Coming of Age
The launch date for this issue is a very special one for all of us at PressReader. Today, we turned 18 years old, which is a long time for a technology company.
As I reflect back on our coming of age journey, I can’t help but feel honored to be part of a vision that has never wavered since it was first conceived.
Certainly strategies, implementations, and products may have changed and evolved over time, but from the very early days we were committed to creating a place where people could discover, read, discuss and share news that matters to them from trusted sources anywhere in the world, whenever and however they choose.
When the internet became mainstream in 1999, we created a solution which allowed for digitally printing newspapers at hotels.
After successfully navigating the dot-com bubble in 2000, 9/11 hit close to home and suddenly access to information, as we knew it, changed. We first noticed the problem in Canadian libraries which were unable to provide recent editions of US newspapers to their patrons. Some issues would show up weeks late due to stricter border controls.
This opened up a whole new market for us. In 2002, the Vancouver Public Library was the first to install our Print-on-Demand service which helped open doors into many other vertically-focused markets besides libraries — places people like to visit, including hotels, airlines, cruise ships, cafes, and events.
Around that same time, we launched the first all-you-can-consume platform for digital editions of newspapers — four years before Netflix introduced its streaming video service. The internet and mobile revolutions made it possible for virtually uninhibited access to any type of content, anywhere, anytime. It was somewhat chaotic, unregulated and even harmful at times, but no one can deny that, as a result, we are a more informed, educated, and stronger society than we were just 15 years ago. Technology empowered us. It empowered us beyond what we could imagine back then. And it continues to empower us beyond what we can imagine for the future.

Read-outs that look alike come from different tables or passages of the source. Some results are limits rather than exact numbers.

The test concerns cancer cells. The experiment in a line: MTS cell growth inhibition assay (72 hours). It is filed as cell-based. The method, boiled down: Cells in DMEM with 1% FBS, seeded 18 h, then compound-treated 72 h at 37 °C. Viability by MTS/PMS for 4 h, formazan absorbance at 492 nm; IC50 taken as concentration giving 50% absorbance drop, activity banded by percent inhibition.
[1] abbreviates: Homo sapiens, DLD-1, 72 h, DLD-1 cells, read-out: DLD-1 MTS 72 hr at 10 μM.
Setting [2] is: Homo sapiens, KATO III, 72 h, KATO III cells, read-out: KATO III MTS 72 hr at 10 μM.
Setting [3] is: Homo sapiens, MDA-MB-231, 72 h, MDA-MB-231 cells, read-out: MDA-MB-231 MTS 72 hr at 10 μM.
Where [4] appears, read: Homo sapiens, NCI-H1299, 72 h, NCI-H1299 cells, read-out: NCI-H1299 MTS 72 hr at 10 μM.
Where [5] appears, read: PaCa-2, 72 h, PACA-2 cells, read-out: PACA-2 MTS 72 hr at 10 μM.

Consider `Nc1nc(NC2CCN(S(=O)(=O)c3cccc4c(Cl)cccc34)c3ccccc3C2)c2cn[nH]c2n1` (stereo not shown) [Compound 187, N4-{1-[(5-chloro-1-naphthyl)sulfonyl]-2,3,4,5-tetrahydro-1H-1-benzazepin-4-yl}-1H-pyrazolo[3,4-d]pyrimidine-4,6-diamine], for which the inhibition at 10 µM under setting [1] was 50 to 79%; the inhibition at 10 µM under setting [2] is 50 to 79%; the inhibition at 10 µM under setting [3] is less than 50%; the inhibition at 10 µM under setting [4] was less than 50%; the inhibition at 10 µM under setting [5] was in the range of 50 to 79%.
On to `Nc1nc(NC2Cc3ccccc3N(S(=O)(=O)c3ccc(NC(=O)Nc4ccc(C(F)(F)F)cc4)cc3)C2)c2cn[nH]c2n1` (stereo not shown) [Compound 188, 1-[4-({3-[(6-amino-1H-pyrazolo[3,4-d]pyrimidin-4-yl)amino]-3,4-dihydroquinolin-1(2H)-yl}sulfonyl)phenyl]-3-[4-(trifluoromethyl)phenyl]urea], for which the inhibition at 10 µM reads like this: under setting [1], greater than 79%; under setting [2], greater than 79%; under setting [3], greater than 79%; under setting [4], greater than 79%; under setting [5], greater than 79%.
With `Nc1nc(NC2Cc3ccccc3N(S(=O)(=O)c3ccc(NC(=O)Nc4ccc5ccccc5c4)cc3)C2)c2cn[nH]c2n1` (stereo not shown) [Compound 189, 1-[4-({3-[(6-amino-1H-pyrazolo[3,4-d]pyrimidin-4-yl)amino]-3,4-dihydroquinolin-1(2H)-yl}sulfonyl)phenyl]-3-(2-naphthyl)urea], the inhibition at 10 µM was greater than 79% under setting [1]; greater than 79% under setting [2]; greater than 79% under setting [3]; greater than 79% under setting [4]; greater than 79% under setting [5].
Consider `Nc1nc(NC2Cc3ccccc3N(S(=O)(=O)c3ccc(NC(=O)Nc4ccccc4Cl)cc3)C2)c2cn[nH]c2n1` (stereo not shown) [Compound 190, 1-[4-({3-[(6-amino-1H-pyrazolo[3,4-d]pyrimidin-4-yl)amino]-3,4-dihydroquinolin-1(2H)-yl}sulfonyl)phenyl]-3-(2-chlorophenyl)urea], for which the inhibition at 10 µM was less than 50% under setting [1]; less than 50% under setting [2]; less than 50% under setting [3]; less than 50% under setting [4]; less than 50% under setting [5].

In writing this letter, I was reminded of my personal coming of age experience.
In most countries coming of age is associated with one becoming an adult and a contributing member of society, which includes civic responsibilities. I remember the first time I voted in an election. I made my choice on a candidate largely based on the content I consumed from sources I trusted. Being part of such an important exercise in democracy made me grateful for having my voice heard. I still feel that way every time I vote, even when, call me naïve, I know that my chosen candidate is not likely to win.
Nearly two decades later, I feel like we’re on the edge of a new age of enlightenment — a time, not unlike the 16th century, when blind faith is giving way to knowledge based on scientific method and empirical evidence.
Technology is advancing at a relentless pace and every day we become more of a society of individuals — individuals who expect personalized “everything”, including the content they consume. Anything less than getting the right content to the right person at the right time through the right channels at the right price is a one-way ticket to irrelevancy.
The internet revolution was an amazing time in our history, and it taught us many lessons — not the least of which was to put the individual first in all that we do.
The next decade will prove to be even more extraordinary shaped by the exponential rise in Machine Learning, Artificial Intelligence, Virtual and Augmented Reality applications, and unbelievable breakthroughs in the fusion of biology and technology. These concepts are still capitalized because they are novel, but soon that uppercase letter will become lowercase, as we saw happen with the ubiquity of the internet. Although I believe there is an urgent need for regulations to protect us against abuse of emerging technologies, I’m also experiencing an elevated level of empowerment which fuels my desire to embrace it all. Because, to paraphrase Mark Twain, we must plan for our future because that’s where we are going to spend the rest of our lives.
I hope you enjoy this coming of age issue of The Insider. And as always, I invite you to share your thoughts on it, even if it’s just a birthday wish. Let’s talk!